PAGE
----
Tuesday , January 18 2022

More Paltrow

Bill Simmons honors Bruce Paltrow, who died yesterday:

    One of my favorite people died Thursday. Since he affected my life, I thought you needed to know about him.

    His name was Bruce Paltrow. The last name probably rings a bell, since he was Gwyneth’s father and all. And you might remember seeing his name all over the credits for “St. Elsewhere” — his baby, the show that made him famous, maybe the most influential TV drama of the ’80s. He captured a bunch of Emmys, made some money, reached the top of his profession. Even if he never reached those same heights again, only a handful people in Hollywood know what it feels like.

    But that’s not why I liked him. Back in 1978, Paltrow created my favorite TV show, “The White Shadow.” Created it from scratch. Thought up the characters. Gave them names and histories. Gave them a premise. Wrote the pilot episode. Slapped his imprint on every facet of the show. And it became the only meaningful sports-related TV show of my lifetime.

    Like anything else, you had to be there. For instance, when you watch those old “Saturday Night Live” re-runs from the ’70s, the ones they show on E!, you can’t help but think to yourself, “We really thought this stuff was groundbreaking?” Well, it was. You had to be there. They were pushing boundaries, crossing lines, pulling things that nobody had ever seen. We were just along for the ride.

    The “White Shadow” was like that, too. Back in the ’70s, most African-American characters on TV were relegated to sitcoms, and only under mitigating circumstances. “The Jeffersons” were spun off from “All in the Family,” given some money and thrown into a wealthy high-rise. In “Diff’rent Strokes,” two poor black kids were adopted by a rich white millionaire. In “Sanford and Son,” a wisecracking old man owned a junkyard with his degenerate son. A splendid sitcom called “Good Times” featured the Evans family struggling to survive in Chicago’s toughest projects … and that show became overshadowed by Jimmie Walker, the goofy actor who played the oldest son and shouted out things like “Dy-no-MITE!”

    ….Then the White Shadow came along.

    Here was the premise: Former NBA player Kenny Reeves (white) moves to L.A. to coach Carver High’s basketball team (mostly black). Reeves (played perfectly by Ken Howard) was the only major white character in the show. The principal (his college buddy, Willis) was black. The assistant principal (Cybil Buchanan, Kenny’s foil on the show) was black. Most of the team was black, including Hayward (leader of the team); Coolidge (the blue-chip center and comic relief); Reese (token good guy, the Bob Horry character); Jackson (the head case, a recovering alcoholic); and Thorpe (the wise-cracking point guard). There was also a Mexican guard named Gomez, a Jewish kid named Goldstein (the team whipping boy) and a punk named Salami (a white kid with a racial identity crisis). And that was the team.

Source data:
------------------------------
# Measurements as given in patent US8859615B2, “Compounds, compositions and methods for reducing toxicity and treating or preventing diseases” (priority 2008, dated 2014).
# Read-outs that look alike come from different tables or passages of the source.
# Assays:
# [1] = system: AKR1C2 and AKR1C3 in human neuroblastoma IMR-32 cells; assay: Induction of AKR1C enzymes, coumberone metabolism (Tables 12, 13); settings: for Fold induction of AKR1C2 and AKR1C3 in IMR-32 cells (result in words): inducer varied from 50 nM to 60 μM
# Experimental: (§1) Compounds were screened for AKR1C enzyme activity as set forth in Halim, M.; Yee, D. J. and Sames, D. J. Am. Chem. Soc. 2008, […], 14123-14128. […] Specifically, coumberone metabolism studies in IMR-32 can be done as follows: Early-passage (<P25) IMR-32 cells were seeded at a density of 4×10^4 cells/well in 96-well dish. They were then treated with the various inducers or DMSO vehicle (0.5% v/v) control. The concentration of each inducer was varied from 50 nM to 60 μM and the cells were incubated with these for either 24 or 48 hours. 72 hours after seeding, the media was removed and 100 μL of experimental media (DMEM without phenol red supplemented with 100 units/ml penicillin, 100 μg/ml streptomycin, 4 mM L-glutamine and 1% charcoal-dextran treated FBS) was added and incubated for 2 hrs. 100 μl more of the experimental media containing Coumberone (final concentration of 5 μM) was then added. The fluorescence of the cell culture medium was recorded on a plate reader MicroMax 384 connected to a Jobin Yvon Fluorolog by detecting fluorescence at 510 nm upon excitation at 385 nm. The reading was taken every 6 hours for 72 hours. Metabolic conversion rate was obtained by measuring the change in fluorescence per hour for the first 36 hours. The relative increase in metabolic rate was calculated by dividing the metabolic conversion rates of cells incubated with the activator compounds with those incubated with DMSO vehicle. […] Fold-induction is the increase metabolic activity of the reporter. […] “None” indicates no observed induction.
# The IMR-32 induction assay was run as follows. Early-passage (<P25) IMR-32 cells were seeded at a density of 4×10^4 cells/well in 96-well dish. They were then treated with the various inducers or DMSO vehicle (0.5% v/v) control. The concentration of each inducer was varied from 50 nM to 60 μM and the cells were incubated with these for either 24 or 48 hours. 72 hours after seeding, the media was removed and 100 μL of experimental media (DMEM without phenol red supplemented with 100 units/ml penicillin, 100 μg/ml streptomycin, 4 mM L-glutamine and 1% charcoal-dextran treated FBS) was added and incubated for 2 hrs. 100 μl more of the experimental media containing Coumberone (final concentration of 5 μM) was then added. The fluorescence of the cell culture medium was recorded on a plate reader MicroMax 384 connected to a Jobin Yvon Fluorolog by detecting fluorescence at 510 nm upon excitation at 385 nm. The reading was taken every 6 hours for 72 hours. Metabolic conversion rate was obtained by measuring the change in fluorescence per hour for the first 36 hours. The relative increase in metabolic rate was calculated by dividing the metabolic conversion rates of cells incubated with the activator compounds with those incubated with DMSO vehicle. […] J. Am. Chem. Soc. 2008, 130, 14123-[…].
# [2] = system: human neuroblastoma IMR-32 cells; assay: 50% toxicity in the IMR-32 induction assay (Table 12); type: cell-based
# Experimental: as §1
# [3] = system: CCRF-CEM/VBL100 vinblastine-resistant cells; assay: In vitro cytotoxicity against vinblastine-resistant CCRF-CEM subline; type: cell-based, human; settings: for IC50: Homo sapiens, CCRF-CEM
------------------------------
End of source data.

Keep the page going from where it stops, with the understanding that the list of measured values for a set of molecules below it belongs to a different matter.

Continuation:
I can guess at CBS’s reaction when Paltrow pitched the show: “Ummmm … wait a second, where are the white people?”

    He stuck to his guns. Made the pilot. People loved it. Maybe the ratings never reflected it, but few shows garnered more die-hard fans and critical acclaim.

    More importantly, I loved it. As an only child watching way too much television at the time, I was patiently awaiting my own show, the one that spoke to me and only me. I loved the “Brady Bunch,” “Gilligan’s Island,” all the aforementioned sitcoms, “Charlie’s Angels,” “Three’s Company,” “The Incredible Hulk” … but this was different. It felt like they created “The White Shadow” just for me.

    For one thing, I loved basketball as much as anyone could possibly love basketball. Loved playing it, loved watching it, lived for it. And much like Salami, I was undergoing a little bit of a racial identity crisis. I loved the Celtics so much, wanted to play for them so badly, was obsessed with it … and I couldn’t help but notice that there weren’t too many white guys on the team. Or in the NBA in general…..

Much more.

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About Eric Olsen

Career media professional and serial entrepreneur Eric Olsen flung himself into the paranormal world in 2012, creating the America's Most Haunted brand and co-authoring the award-winning America's Most Haunted book, published by Berkley/Penguin in Sept, 2014. Olsen is co-host of the nationally syndicated broadcast and Internet radio talk show After Hours AM; his entertaining and informative America's Most Haunted website and social media outlets are must-reads: [email protected], Facebook.com/amhaunted, Pinterest America's Most Haunted. Olsen is also guitarist/singer for popular and wildly eclectic Cleveland cover band The Props.

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